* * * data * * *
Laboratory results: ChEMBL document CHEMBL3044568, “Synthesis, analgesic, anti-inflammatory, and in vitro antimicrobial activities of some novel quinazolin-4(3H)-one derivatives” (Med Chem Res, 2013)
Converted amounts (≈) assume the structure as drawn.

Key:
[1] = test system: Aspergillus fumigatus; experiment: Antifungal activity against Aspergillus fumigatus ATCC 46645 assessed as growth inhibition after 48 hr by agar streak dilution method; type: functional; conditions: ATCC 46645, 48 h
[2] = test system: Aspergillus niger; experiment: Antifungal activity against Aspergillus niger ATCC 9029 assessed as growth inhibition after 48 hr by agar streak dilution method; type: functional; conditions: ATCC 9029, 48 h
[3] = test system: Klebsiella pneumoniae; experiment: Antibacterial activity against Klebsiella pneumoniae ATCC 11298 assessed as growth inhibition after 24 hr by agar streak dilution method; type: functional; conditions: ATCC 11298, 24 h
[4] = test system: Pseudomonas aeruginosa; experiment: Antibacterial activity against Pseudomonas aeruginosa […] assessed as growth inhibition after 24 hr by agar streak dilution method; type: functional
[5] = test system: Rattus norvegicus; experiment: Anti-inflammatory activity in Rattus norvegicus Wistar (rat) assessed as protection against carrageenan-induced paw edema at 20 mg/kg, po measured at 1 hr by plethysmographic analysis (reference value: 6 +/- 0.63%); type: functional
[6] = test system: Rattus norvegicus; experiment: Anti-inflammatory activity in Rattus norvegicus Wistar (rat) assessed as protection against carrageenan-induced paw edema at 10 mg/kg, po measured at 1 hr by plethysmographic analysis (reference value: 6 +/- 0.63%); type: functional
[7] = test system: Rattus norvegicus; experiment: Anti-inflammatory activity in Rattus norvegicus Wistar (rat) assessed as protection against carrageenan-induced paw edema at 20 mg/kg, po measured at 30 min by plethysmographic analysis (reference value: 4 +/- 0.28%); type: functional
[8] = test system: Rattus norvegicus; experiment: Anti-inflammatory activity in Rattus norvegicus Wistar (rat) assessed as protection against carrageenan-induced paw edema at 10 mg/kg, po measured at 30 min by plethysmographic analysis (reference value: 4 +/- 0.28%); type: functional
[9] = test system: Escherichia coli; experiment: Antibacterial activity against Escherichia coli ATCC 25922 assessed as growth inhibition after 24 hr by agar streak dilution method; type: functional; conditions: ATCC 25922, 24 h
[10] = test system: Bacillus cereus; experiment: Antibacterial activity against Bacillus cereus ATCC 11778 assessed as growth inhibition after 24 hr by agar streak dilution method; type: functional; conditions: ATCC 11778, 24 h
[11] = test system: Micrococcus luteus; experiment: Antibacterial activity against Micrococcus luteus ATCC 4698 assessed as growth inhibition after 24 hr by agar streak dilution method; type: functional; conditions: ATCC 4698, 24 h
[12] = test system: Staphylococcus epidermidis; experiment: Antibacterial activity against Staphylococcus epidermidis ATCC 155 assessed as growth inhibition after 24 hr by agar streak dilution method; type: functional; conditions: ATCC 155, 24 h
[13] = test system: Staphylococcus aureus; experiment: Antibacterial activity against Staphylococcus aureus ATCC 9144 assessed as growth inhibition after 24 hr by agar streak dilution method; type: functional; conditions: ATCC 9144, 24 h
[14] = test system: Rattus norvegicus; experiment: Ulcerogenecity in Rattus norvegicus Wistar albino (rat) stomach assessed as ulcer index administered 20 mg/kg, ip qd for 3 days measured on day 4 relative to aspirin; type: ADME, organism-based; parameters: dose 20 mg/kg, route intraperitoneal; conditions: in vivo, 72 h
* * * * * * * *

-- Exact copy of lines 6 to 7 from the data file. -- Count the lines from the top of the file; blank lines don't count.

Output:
[3] = test system: Klebsiella pneumoniae; experiment: Antibacterial activity against Klebsiella pneumoniae ATCC 11298 assessed as growth inhibition after 24 hr by agar streak dilution method; type: functional; conditions: ATCC 11298, 24 h
[4] = test system: Pseudomonas aeruginosa; experiment: Antibacterial activity against Pseudomonas aeruginosa […] assessed as growth inhibition after 24 hr by agar streak dilution method; type: functional